US kills Al-Qaeda chief Ayman al-Zawahiri, Osama Bin Laden successor

Tuesday August 02 2022

A frame grab from a video provided by the SITE Intelligence Group on February 12, 2012, shows Al-Qaeda chief Ayman al-Zawahiri making an announcement at an undisclosed location in a video-relayed audio message posted on jihadist forums.


The United States has killed Al-Qaeda chief Ayman al-Zawahiri, according to US media outlets, in what the White House announced Monday was a "successful" operation against a target in Afghanistan.

Zawahiri, an Egyptian surgeon who became one of the world's most wanted terrorists, was identified as a mastermind of the September 11, 2001 attacks on the United States that killed nearly 3,000 people.

He had been on the run ever since, and took over Al-Qaeda after Osama bin Laden was killed in Pakistan in 2011. The United States had placed a $25 million bounty on his head.

Despite a $25 million US bounty on his head, al-Zawahiri apparently felt comfortable enough with the Taliban's takeover of Afghanistan to move into a home in Kabul where he would regularly appear out in the open, on his balcony.

But the US government had not given up its pursuit of one of the planners of the September 11, 2001 attacks and the heir to Osama bin Laden.

After years of tracking him down, US armed forces fired two Hellfire missiles from a drone flying above the Afghan capital, striking Zawahiri's safe house and killing him, President Joe Biden announced on Monday.


US officials described an operation as meticulously planned as that which killed bin Laden in his Pakistan hideout in 2011.

That the leader of the violent jihadist group was in Afghanistan was not surprising: since the hard-line Islamist Taliban regained control in August, Al-Qaeda has felt more at home, analysts say. 

But finding him was still hard.

"For several years the US government has been aware of a network that we assessed supported Zawahiri," a senior administration official told reporters.

But it was only this year that US intelligence learned that his family, his wife, his daughter and her children, had moved to the Afghan capital. 

They were careful, the official said, exercising "longstanding terrorist tradecraft" to prevent anyone tracking them to the Qaeda leader.

Still, eventually Zawahiri showed up, and never left.

"We identified Zawahiri on multiple occasions for sustained periods of time on the balcony," the official said.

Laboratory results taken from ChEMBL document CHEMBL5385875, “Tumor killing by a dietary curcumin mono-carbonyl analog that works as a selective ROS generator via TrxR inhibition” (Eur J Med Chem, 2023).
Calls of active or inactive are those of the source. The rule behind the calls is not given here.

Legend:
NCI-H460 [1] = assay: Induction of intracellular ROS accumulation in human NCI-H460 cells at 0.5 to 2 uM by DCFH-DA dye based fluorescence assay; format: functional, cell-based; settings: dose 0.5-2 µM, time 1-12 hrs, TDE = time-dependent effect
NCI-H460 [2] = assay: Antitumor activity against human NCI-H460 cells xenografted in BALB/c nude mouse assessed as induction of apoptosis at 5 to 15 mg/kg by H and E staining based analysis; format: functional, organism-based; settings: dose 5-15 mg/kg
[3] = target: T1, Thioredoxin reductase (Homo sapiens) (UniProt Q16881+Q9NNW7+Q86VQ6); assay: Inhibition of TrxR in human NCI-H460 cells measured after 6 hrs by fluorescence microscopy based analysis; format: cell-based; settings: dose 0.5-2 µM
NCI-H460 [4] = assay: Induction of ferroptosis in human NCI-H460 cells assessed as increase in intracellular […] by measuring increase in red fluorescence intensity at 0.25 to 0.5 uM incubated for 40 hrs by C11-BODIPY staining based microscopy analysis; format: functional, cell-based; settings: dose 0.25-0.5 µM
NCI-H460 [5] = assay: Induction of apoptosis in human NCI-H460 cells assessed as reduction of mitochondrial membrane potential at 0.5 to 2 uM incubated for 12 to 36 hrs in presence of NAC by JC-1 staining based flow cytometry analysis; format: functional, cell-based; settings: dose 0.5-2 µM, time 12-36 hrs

An attack plan developed over May and June. The United States constantly monitored the multi-story residence -- just how the official would not say -- to understand the family's pattern of life.

Detailed safe-house model

They studied the construction of the home, aiming to hit Zawahiri without threatening the building's structural integrity, to minimise the risk to civilians.

Defense and intelligence officials finalized the plan in June and presented it to Biden in the White House on July 1, using a detailed model of the residence, as was done before the bin Laden raid. 

Biden asked detailed questions on the structure, weather issues, and the risk to civilians, the official said.

Finally, on July 25, Biden -- still ill with a bout of Covid-19 -- made the decision. 

It took place with key cabinet officials joining the final briefing, echoing the April 28, 2011 White House meeting where president Barack Obama decided to deploy US special operations troops to enter Pakistan and get bin Laden.

At that time Biden was vice president, and he expressed doubts. The risks of things going wrong were high, bin Laden had not been clearly identified, and relations with Pakistan could suffer, he later recalled.

With Zawahiri, however, no US troops would enter the country; Zawahiri was clearly identified; and relations with the Taliban were next to nil. 

At the end of the discussion on the 25th, Biden -- as Obama had done 11 years earlier -- asked each participant for their view.

"All strongly recommended approval of this target," and Biden gave the go-ahead, the official said.

The strike involved a US drone, armed with two precision-guided Hellfire missiles, which were launched at 6:18 am Sunday, Kabul time.

Zawahiri was "killed on the balcony," the official said.

The missiles appear not to have been ordinary Hellfires, whose high explosives could have destroyed the home.

'Significant blow to Al-Qaeda' 

Apparent photographs of the building show only a few windows on one floor blown out, and the rest intact.

That points to the likely use of a non-explosive version of the Hellfire, the R9X, which deploys a series of knife-like blades from its fuselage and shreds its target but leaves nearby people and objects intact. 

The so-called "flying ginsu" missile has been used a half-dozen or more times by US forces to kill other jihadist group leaders without hurting bystanders.

The official did not provide details, but expressed strong confidence that Zawahiri had been killed and no others were hurt. 

"Zawahiri’s family members were present in other parts of the safe house at the time of the strike and were purposely not targeted and were not harmed," he said.

The official said the strike "deals a significant blow to Al-Qaeda and will degrade the group's ability to operate."

"As President Biden has consistently said, we will not allow Afghanistan to become a safe haven for terrorists who might bring harm to Americans," the official said.